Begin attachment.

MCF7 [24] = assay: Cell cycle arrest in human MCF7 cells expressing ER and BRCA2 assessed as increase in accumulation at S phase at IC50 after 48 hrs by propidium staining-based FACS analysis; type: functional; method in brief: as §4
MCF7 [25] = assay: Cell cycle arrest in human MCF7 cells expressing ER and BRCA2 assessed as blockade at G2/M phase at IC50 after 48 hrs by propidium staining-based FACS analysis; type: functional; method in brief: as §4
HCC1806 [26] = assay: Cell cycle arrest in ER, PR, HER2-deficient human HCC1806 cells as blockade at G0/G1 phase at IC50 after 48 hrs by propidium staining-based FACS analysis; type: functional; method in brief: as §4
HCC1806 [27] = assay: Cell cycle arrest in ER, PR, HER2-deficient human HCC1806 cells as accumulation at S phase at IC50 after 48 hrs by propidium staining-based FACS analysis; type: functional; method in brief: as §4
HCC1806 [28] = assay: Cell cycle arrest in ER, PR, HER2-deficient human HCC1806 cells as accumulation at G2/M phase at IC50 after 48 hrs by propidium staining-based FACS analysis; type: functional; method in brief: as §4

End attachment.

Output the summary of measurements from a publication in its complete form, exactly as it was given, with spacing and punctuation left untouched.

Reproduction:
MCF7 [24] = assay: Cell cycle arrest in human MCF7 cells expressing ER and BRCA2 assessed as increase in accumulation at S phase at IC50 after 48 hrs by propidium staining-based FACS analysis; type: functional; method in brief: as §4
MCF7 [25] = assay: Cell cycle arrest in human MCF7 cells expressing ER and BRCA2 assessed as blockade at G2/M phase at IC50 after 48 hrs by propidium staining-based FACS analysis; type: functional; method in brief: as §4
HCC1806 [26] = assay: Cell cycle arrest in ER, PR, HER2-deficient human HCC1806 cells as blockade at G0/G1 phase at IC50 after 48 hrs by propidium staining-based FACS analysis; type: functional; method in brief: as §4
HCC1806 [27] = assay: Cell cycle arrest in ER, PR, HER2-deficient human HCC1806 cells as accumulation at S phase at IC50 after 48 hrs by propidium staining-based FACS analysis; type: functional; method in brief: as §4
HCC1806 [28] = assay: Cell cycle arrest in ER, PR, HER2-deficient human HCC1806 cells as accumulation at G2/M phase at IC50 after 48 hrs by propidium staining-based FACS analysis; type: functional; method in brief: as §4